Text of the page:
Different weather bars need different cutting techniques in relation to the type of bar but a lot of the processes are actually the same, go by the old adage of "Measure twice and cut once" to avoid mistakes.
Fitting weather bars, How to fit a weather bar, this advice varies depending on the type of bar or drip chosen so make sure you read any manufacturers instructions.
Start by measuring the width of the door and cut any top drip (timber or otherwise) to the width between the door frame stops, this is the area on the external face that is narrowest in width between the frame, not the jamb, if using a bry dry (as described below) the part that sits on the floor or sill should be cut between the door jamb.
Cut a slight angle to any of the weather bar top drips as this is required at the end where the door meets the frame on the lock side, this will prevent the bar jamming when the door is swung open or closed.
It is better (in our opinion) to use the Weatherten bar (shown above) rather than the timber weather drips (shown at the top of the page) which are very traditional and are normally fitted to the face of the door at the bottom rail, the bottom of the Exitex type bars are fitted between the door and the door step or sill and incorporates a drip which when it is fitted to the door interlocks when the door is closed.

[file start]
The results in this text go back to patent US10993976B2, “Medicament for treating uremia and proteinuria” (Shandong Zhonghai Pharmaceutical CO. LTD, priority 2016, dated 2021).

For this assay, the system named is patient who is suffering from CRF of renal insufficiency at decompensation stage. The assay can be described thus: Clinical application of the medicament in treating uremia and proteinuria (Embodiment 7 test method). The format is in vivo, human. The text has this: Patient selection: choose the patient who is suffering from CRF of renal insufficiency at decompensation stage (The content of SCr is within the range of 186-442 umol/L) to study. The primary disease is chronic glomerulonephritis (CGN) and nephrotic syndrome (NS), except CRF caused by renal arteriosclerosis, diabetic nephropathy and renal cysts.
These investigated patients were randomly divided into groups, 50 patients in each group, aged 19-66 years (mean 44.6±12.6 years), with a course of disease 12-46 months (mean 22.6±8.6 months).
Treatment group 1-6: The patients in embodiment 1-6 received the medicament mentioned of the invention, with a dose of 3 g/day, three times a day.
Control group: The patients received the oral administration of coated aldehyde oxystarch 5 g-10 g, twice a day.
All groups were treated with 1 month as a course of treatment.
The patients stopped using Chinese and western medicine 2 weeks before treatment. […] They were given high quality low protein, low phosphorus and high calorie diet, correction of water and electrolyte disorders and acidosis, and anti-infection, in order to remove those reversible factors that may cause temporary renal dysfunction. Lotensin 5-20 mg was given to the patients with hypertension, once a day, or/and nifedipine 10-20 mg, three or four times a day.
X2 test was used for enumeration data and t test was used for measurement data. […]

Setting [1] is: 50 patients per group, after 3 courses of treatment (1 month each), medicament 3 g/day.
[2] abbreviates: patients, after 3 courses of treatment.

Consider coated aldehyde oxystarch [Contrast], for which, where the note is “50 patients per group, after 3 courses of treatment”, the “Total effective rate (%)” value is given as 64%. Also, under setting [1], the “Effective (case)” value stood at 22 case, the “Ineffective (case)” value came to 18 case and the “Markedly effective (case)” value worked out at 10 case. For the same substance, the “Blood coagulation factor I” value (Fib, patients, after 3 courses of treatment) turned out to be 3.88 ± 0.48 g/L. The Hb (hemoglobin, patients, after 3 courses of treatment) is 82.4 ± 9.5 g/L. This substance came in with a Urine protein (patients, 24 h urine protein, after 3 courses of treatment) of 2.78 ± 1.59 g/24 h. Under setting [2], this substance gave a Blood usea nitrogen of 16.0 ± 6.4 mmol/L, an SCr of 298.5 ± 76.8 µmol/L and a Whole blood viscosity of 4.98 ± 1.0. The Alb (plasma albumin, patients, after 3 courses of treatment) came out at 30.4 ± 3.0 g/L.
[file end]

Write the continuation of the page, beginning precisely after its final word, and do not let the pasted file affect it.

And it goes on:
When fitting a timber or wooden weather bar to the door, use screws and a waterproof adhesive, remember to fill the screw holes after fixing, to prevent water seeping in.
Make sure you have also sealed the join between the bry dry weather bar top drip and the door to prevent dampness.
Any questions, email firstname.lastname@example.org and ask "Chippy"
Edited by "Chippy" for www.directdoors.com